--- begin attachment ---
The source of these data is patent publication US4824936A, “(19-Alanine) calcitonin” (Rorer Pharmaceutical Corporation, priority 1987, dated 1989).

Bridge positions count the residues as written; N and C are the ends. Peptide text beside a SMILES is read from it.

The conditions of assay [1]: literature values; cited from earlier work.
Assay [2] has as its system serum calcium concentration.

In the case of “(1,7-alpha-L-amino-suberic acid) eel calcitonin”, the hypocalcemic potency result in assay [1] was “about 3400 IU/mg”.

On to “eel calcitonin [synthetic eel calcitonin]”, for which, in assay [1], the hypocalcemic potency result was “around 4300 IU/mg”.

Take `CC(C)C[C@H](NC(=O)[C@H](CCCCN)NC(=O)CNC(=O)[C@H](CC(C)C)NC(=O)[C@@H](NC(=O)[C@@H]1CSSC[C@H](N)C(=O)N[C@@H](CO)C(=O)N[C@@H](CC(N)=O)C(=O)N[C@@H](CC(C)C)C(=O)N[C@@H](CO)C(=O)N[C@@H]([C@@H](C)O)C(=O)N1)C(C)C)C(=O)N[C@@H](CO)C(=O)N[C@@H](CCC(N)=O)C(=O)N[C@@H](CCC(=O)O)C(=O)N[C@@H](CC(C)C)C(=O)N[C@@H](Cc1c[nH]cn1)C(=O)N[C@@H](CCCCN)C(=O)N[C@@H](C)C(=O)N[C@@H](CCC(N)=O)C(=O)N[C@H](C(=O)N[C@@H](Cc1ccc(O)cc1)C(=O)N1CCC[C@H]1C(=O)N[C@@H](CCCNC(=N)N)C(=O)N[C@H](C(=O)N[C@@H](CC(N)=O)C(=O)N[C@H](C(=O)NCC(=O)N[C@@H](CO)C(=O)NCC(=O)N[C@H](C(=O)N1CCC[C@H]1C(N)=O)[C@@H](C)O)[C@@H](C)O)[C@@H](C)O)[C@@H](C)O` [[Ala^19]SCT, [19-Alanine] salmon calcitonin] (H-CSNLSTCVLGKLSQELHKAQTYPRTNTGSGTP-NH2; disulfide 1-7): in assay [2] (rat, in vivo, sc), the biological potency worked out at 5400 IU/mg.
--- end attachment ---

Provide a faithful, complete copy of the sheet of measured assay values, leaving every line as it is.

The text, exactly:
The source of these data is patent publication US4824936A, “(19-Alanine) calcitonin” (Rorer Pharmaceutical Corporation, priority 1987, dated 1989).

Bridge positions count the residues as written; N and C are the ends. Peptide text beside a SMILES is read from it.

The conditions of assay [1]: literature values; cited from earlier work.
Assay [2] has as its system serum calcium concentration.

In the case of “(1,7-alpha-L-amino-suberic acid) eel calcitonin”, the hypocalcemic potency result in assay [1] was “about 3400 IU/mg”.

On to “eel calcitonin [synthetic eel calcitonin]”, for which, in assay [1], the hypocalcemic potency result was “around 4300 IU/mg”.

Take `CC(C)C[C@H](NC(=O)[C@H](CCCCN)NC(=O)CNC(=O)[C@H](CC(C)C)NC(=O)[C@@H](NC(=O)[C@@H]1CSSC[C@H](N)C(=O)N[C@@H](CO)C(=O)N[C@@H](CC(N)=O)C(=O)N[C@@H](CC(C)C)C(=O)N[C@@H](CO)C(=O)N[C@@H]([C@@H](C)O)C(=O)N1)C(C)C)C(=O)N[C@@H](CO)C(=O)N[C@@H](CCC(N)=O)C(=O)N[C@@H](CCC(=O)O)C(=O)N[C@@H](CC(C)C)C(=O)N[C@@H](Cc1c[nH]cn1)C(=O)N[C@@H](CCCCN)C(=O)N[C@@H](C)C(=O)N[C@@H](CCC(N)=O)C(=O)N[C@H](C(=O)N[C@@H](Cc1ccc(O)cc1)C(=O)N1CCC[C@H]1C(=O)N[C@@H](CCCNC(=N)N)C(=O)N[C@H](C(=O)N[C@@H](CC(N)=O)C(=O)N[C@H](C(=O)NCC(=O)N[C@@H](CO)C(=O)NCC(=O)N[C@H](C(=O)N1CCC[C@H]1C(N)=O)[C@@H](C)O)[C@@H](C)O)[C@@H](C)O)[C@@H](C)O` [[Ala^19]SCT, [19-Alanine] salmon calcitonin] (H-CSNLSTCVLGKLSQELHKAQTYPRTNTGSGTP-NH2; disulfide 1-7): in assay [2] (rat, in vivo, sc), the biological potency worked out at 5400 IU/mg.